• Upgrade catalyst: For vehicles that are already equipped with a regulated catalytic converter. Primarily interesting if the existing catalytic converter has to be replaced anyway due to its age. Improvement from Euro 1 to Euro 2 or D3. Costs from around 400 euros.
  • Cold run control systems: Ensure that the catalytic converter is activated more quickly during a cold start. Improvement from Euro 1 to Euro 2 or D3 possible. Costs from around 200 euros.

Retrofitting options for diesel vehicles

  • Retrofitting a catalytic converter (Oxy-Kat): For vehicles without a catalytic converter. Improvement from emission class 00 to Euro 1, in individual cases also Euro 2. Costs from approx. 400 Euro.
  • Upgrade catalyst: For vehicles with Oxy-Kat. Primarily of interest if the existing catalytic converter has to be replaced anyway due to its age. Improvement from Euro 1 to Euro 2. Costs from approx. 400 Euro.
  • Soot particle filter retrofitting: Reduces soot emissions by around 40 percent, but not available for all diesel engines. Costs between approx. 650 and 1,500 euros, government funding of 260 euros possible.

To the history of the pollutant classes

For many it came as a surprise, but the idea of ​​setting limit values ​​for vehicle emissions originated in the USA. The country, which is not necessarily known for the greatest environmental awareness, had to contend with massive smog problems in California as early as the early 1960s. This made a binding emission control for road traffic necessary.

The regulations were partially adopted by the EU and were incorporated into the first uniform European exhaust gas regulations, which came into force in 1970. Initially, the regulations only concerned carbon monoxide and hydrocarbon emissions. The emission of nitrogen oxides has only been regulated since 1977.

In 1988, the introduction of limit values ​​for soot particles from diesel engines and the first EU-wide emissions standard for trucks and buses followed. For motorized two-wheelers, Europe-wide emission standards have only been in effect since 1997. The first version of the still valid Euro emissions standard came into force in 1991.

German pollution classes (D-Norm)

In addition to the generally binding Euro emission standards, there are also some German emission standards. These D standards are national extensions that were relevant for tax advantages during their validity period. Basically, the D standards only play a subordinate role.

The differences between the two standards are mainly due to the different measuring methods and measuring points. A vehicle with emission class D3, for example, has similar emissions to a vehicle with emission class Euro 3, but it does not fully comply with the Euro 3 standard. As a rule, vehicles with emission class D3 only correspond to Euro 2. In the case of diesel engines, the measurement methods and thus also the limit values ​​for D3 and Euro 3 as well as for D4 and Euro 4 are identical.

The main difference between D and Euro standards are the respective periods of validity.

35th Ordinance for the Implementation of the Federal Immission Control Act (35th BImSchV)

Legally, exhaust standards in Germany are anchored in the Federal Immission Control Act, the exact implementation is regulated in the 35th Ordinance on Implementation (35th BImSchV). The assignment of vehicles to pollutant groups is regulated in §2:

§ 2 35th BImSchV: Allocation of motor vehicles to pollutant groups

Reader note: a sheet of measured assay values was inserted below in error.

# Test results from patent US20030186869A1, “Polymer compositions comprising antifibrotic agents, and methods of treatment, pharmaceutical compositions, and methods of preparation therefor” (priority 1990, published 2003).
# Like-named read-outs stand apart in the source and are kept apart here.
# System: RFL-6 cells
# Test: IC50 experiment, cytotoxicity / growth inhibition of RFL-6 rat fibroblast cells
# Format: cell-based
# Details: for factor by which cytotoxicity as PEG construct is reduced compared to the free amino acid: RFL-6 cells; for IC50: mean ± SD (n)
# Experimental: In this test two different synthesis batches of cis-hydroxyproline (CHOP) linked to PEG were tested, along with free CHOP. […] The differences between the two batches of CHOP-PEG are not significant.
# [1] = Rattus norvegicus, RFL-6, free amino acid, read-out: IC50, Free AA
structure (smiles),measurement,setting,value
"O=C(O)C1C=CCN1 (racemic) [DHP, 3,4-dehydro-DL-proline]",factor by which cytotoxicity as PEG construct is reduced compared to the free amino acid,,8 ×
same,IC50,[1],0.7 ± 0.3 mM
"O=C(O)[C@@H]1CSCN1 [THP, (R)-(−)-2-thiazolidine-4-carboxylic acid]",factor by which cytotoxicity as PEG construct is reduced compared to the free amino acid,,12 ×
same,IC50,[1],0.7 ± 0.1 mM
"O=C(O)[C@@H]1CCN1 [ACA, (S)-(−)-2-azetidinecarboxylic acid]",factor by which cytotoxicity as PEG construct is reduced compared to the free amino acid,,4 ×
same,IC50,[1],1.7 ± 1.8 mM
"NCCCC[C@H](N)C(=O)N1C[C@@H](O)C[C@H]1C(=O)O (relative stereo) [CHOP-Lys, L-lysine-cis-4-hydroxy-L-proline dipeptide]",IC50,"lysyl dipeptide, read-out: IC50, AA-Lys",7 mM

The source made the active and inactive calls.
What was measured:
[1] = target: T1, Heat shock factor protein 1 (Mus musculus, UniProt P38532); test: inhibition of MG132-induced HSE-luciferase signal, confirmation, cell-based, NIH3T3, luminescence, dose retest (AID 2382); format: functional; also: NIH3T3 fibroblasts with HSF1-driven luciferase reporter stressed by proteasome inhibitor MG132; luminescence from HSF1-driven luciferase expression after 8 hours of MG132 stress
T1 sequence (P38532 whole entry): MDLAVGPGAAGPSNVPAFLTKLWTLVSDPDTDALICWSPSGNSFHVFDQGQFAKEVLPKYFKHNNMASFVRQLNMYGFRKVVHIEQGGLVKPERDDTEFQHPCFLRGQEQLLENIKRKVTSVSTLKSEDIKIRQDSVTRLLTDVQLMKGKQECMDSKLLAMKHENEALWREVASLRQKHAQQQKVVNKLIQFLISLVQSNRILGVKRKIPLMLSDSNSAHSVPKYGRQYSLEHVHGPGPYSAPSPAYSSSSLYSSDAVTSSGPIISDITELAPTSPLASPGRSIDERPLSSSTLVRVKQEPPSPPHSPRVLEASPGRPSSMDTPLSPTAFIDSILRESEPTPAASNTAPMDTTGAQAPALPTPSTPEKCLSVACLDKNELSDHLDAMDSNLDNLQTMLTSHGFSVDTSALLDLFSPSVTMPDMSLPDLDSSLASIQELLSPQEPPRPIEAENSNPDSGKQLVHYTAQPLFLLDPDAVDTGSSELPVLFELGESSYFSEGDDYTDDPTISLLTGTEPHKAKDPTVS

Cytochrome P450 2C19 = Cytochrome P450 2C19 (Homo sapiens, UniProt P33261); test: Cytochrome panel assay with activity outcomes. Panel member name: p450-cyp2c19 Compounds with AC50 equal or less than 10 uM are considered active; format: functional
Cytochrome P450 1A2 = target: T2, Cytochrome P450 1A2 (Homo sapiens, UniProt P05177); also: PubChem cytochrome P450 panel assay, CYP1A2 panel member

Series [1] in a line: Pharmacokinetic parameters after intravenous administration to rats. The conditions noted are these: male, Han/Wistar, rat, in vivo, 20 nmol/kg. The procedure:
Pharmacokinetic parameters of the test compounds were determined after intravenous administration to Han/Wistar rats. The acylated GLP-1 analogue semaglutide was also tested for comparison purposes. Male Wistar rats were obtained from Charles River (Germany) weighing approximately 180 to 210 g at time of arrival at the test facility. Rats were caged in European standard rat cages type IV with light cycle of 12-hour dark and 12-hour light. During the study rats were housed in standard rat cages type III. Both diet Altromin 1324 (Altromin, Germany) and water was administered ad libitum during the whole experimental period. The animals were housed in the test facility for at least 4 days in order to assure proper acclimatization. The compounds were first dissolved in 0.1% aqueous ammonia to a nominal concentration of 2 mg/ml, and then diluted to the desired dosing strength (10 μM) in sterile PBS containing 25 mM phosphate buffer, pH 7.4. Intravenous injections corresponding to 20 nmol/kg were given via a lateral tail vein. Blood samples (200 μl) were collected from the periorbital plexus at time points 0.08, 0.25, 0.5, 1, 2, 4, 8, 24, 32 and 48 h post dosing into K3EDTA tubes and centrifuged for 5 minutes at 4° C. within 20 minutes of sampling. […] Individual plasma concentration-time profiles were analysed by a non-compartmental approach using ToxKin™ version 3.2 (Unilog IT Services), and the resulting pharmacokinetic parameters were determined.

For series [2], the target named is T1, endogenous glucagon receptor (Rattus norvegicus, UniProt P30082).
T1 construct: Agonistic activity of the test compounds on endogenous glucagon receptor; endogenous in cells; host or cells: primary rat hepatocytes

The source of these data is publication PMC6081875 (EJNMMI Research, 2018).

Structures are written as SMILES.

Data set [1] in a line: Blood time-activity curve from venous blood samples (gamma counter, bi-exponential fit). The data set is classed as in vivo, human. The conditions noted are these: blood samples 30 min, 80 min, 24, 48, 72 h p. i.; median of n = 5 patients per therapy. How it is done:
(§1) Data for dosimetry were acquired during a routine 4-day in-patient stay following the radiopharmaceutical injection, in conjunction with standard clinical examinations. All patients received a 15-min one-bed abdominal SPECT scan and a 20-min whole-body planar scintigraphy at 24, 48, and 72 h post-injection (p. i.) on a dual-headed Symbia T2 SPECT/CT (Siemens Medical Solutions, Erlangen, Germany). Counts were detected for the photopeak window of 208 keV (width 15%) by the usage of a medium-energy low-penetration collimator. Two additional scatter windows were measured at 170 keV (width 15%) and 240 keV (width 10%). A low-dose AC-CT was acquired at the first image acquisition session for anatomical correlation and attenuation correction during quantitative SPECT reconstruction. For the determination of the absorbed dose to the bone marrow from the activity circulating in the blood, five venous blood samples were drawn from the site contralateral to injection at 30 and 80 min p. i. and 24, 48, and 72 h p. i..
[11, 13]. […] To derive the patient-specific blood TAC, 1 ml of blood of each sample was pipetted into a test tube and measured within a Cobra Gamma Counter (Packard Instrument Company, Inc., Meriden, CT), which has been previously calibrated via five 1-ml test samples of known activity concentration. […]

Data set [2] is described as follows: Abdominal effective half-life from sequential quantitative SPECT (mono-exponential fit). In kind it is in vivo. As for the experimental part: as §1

(1) Motor vehicles that are marked with a sticker in accordance with Appendix 1 are exempt from a traffic ban within the meaning of Section 40 (1) of the Federal Immission Control Act, insofar as a related traffic sign provides for this.

(2) Motor vehicles are assigned to pollutant groups 1 to 4, taking into account their pollutant emissions. The detailed allocation of the motor vehicles to the pollutant groups can be found in Appendix 2.

(3) Motor vehicles listed in Appendix 3 are exempt from traffic bans in accordance with Section 40 Paragraph 1 of the Federal Immission Control Act even if they are not marked with a sticker in accordance with Paragraph 1.

Criticism of the previous emission class regulation

Criticism of the existing classification into pollutant classes is primarily due to the measurement method. The pollutant emissions measured in the test procedure do not correspond to the values ​​that are achieved under realistic conditions. For example, no speeds of more than 120 km / h are taken into account in the test simulations and driving under full load is not simulated.

Another point of criticism so far has been the differentiation between gasoline and diesel engines. Failure to take into account the number of particles in gasoline engines is particularly difficult. The fine dust emissions of gasoline engines with direct injection are often many times higher than the limit values ​​that apply to diesel engines. On the other hand, nitrogen oxide emissions are neglected in diesel vehicles, while strict regulations apply to gasoline-powered vehicles.

Changes since 2017

The emission test for the Euro emission standard dates from the 1980s and was considered by experts to be out of date. However, the procedure was updated in September 2017. Since then there has been an improved emissions test on the test bench ("WLTP" for short) and an additional one on the road ("RDE" for short). The aim is to be able to demonstrate pollutant emissions under realistic driving conditions.

The regulations, especially the tolerances, were tightened again in September 2019. The new test cycle also tests at higher speeds and is more dynamic. Special equipment of the vehicle and their aerodynamics as well as the respective weight are taken into greater account in the test cycle - as is the rolling resistance of the tires. This gives drivers the opportunity, depending on the individual equipment of the car, to help change the vehicle's CO2 value.